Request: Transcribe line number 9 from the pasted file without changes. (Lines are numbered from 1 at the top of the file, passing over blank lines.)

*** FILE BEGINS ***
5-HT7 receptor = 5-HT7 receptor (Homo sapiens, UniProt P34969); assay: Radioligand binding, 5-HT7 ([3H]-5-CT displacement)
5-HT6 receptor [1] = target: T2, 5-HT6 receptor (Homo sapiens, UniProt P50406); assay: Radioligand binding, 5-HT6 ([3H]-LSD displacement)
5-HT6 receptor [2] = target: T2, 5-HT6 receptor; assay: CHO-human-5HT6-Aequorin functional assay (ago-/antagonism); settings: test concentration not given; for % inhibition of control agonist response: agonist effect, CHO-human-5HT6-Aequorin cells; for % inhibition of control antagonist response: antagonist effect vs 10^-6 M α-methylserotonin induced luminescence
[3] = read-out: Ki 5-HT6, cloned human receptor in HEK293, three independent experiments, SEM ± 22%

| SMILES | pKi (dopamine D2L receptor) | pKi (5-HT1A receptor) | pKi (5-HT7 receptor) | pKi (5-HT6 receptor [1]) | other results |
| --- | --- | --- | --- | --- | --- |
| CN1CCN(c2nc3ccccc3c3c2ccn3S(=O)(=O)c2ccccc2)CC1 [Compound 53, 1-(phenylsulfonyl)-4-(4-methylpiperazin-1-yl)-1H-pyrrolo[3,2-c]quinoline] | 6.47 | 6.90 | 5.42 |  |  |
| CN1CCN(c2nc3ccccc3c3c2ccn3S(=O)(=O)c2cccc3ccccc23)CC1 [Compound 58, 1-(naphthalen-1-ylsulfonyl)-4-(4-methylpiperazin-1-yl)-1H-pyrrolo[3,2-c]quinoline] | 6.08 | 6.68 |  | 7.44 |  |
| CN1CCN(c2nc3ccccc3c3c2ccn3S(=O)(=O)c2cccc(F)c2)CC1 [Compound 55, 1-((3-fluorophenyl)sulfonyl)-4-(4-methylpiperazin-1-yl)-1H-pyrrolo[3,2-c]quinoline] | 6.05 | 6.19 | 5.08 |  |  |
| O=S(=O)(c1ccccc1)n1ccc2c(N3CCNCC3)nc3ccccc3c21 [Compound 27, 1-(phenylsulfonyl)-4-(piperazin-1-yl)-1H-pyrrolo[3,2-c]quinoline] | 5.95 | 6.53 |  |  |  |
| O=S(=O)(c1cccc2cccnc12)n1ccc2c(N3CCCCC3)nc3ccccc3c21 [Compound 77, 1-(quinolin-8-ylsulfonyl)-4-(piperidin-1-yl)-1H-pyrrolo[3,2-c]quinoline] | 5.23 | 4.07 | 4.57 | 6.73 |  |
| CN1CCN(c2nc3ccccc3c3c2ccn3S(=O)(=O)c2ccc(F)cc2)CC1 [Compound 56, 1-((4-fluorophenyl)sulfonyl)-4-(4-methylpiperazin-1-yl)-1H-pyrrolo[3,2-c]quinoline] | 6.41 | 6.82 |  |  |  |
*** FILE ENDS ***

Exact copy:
| CN1CCN(c2nc3ccccc3c3c2ccn3S(=O)(=O)c2cccc(F)c2)CC1 [Compound 55, 1-((3-fluorophenyl)sulfonyl)-4-(4-methylpiperazin-1-yl)-1H-pyrrolo[3,2-c]quinoline] | 6.05 | 6.19 | 5.08 |  |  |